But wait a second, let’s consider the TMOV.
What if you took that $368 a month you were saving with the 30-year mortgage, and invested it in a solid growth stock mutual fund that compounded at 9% annually over the same time frame?
You know what you’d have?
More than a fair trade off, huh?
Suffice to say, the mortgage you choose depends on your unique situation. Do your due diligence to understand which option best suits you. And don’t hesitate to contact us for help.
Question 5. How Can I Hit The Ground Running On The House Hunt?
Okay, now you know you want a house, and you know you can afford one. AND you know how much of one you can afford. Now...
Start Prepping for the Down Payment: The less money you need to loan out the better. The more you can pay in cash, the better. If you could put down 10-20% in cash you’d be in GREAT shape. And higher down payments often translate to lower interest rates.
Get Prequalified: You need to get prequalified for a mortgage. This is where you communicate with a lender (i.e. bank or mortgage broker) regarding your income, debt, assets, and credit history to determine if you qualify for a mortgage. And if so, how much you'll be able to borrow. A properly made budget will make this much easier.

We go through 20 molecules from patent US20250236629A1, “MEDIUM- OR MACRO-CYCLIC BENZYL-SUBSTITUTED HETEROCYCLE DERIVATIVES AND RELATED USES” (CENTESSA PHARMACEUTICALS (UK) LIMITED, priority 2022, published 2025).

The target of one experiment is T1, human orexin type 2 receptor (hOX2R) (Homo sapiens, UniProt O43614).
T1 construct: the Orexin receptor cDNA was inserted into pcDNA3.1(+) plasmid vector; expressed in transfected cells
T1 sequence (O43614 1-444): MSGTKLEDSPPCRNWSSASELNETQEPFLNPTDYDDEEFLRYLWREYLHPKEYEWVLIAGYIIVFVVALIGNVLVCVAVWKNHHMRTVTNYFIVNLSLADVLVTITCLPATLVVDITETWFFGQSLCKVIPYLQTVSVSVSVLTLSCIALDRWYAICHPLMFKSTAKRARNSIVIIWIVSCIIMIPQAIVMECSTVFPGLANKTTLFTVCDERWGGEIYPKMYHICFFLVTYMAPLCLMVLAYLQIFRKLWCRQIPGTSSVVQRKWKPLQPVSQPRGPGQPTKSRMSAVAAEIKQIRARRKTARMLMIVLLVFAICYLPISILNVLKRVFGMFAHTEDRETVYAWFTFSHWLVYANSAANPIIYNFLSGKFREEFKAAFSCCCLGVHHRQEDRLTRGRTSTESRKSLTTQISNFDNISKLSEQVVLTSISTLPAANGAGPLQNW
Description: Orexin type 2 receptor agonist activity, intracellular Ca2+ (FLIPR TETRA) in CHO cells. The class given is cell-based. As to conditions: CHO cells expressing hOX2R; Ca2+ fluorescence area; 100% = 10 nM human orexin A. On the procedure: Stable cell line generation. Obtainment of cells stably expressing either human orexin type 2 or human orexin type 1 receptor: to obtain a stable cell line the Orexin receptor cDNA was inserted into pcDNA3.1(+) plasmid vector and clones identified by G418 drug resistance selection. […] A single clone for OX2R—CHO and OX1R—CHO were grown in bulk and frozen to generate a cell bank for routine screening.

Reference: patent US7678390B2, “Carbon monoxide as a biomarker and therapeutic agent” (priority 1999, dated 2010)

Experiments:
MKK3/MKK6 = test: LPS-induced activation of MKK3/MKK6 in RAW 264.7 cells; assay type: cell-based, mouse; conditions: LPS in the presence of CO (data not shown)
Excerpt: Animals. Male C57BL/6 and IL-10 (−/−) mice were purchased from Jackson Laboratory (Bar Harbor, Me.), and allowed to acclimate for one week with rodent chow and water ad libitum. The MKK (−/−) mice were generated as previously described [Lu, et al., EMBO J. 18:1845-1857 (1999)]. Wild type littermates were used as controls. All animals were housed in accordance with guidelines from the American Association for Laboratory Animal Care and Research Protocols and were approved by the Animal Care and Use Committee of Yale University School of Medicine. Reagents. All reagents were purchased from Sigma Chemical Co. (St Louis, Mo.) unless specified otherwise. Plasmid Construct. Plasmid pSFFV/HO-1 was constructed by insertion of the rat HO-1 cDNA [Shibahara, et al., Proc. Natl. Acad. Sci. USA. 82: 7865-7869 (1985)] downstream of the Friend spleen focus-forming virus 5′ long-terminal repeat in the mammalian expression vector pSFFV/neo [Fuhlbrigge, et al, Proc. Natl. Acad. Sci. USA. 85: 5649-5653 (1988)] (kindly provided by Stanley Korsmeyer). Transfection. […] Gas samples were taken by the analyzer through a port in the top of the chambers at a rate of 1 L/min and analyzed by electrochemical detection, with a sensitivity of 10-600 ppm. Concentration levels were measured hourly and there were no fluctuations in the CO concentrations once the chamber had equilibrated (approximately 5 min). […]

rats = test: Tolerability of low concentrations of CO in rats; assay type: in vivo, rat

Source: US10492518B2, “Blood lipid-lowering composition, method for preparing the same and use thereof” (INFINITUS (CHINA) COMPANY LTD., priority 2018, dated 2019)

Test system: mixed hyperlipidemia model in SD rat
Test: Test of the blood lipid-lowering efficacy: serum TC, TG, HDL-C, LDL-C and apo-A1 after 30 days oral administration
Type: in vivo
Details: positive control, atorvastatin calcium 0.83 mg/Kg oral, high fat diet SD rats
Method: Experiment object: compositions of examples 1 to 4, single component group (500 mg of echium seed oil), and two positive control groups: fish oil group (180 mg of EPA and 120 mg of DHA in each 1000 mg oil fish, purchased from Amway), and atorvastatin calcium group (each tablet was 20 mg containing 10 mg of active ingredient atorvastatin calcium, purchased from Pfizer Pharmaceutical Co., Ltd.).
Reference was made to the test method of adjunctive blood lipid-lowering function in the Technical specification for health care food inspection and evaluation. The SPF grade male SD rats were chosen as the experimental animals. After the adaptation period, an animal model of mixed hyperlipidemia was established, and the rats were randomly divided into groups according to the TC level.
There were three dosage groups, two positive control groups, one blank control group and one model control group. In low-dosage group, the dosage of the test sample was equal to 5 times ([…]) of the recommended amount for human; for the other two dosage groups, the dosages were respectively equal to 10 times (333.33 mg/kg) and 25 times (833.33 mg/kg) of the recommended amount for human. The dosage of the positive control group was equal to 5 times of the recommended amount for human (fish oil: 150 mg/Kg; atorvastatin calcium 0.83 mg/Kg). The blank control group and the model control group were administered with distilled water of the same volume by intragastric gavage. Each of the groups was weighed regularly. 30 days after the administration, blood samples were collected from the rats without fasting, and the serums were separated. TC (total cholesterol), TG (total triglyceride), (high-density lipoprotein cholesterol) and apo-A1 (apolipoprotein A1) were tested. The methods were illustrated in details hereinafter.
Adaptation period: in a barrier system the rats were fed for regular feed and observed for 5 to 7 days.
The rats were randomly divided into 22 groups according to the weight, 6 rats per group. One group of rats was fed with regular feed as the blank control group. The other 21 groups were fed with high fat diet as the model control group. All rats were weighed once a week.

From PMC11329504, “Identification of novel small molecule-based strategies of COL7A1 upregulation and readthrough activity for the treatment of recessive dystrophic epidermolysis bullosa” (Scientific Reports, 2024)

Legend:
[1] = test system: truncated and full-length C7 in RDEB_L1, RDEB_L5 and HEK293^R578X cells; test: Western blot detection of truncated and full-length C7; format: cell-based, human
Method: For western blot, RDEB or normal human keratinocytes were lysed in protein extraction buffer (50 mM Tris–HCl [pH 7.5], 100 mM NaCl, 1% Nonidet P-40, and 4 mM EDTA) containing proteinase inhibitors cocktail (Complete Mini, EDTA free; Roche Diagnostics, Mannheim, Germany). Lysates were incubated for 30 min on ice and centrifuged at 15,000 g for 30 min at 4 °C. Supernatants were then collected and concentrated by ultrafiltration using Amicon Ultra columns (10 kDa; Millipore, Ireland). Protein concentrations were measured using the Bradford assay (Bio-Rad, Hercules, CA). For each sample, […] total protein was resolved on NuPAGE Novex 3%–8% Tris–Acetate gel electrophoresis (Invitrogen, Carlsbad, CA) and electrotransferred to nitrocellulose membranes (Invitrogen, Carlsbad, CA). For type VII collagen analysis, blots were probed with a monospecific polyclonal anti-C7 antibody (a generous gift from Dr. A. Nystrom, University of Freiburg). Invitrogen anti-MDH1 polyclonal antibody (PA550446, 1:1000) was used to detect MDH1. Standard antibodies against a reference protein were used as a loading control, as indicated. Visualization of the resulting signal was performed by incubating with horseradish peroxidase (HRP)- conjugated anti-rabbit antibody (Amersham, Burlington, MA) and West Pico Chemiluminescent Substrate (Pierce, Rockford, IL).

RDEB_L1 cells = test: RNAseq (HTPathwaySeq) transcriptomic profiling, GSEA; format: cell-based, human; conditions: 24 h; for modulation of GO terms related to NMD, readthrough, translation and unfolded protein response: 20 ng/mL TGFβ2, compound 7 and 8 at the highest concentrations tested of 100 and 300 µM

Get Pre Approved: After getting prequalified you can get preapproved for a mortgage. This is where a bank extends you a conditional, written offer to loan you a certain amount. The offer usually expires within a set period of time (ex: 3 months), and does not guarantee you will be secured a mortgage. Losing a source of income or failing to pay bills can break the conditions of the offer. But, if maintained, it can show sellers how serious you are and might just jump you to the front of the buying list. 
Save for Closing Costs: This one sneaks up on plenty. First-time home buyers can be unaware of the fact that there's also a fee to finalize a purchase. But you’re not one of them. Anticipate a closing cost of 3% - 6% of the total purchase price, though for buyers it averages closer to 3%.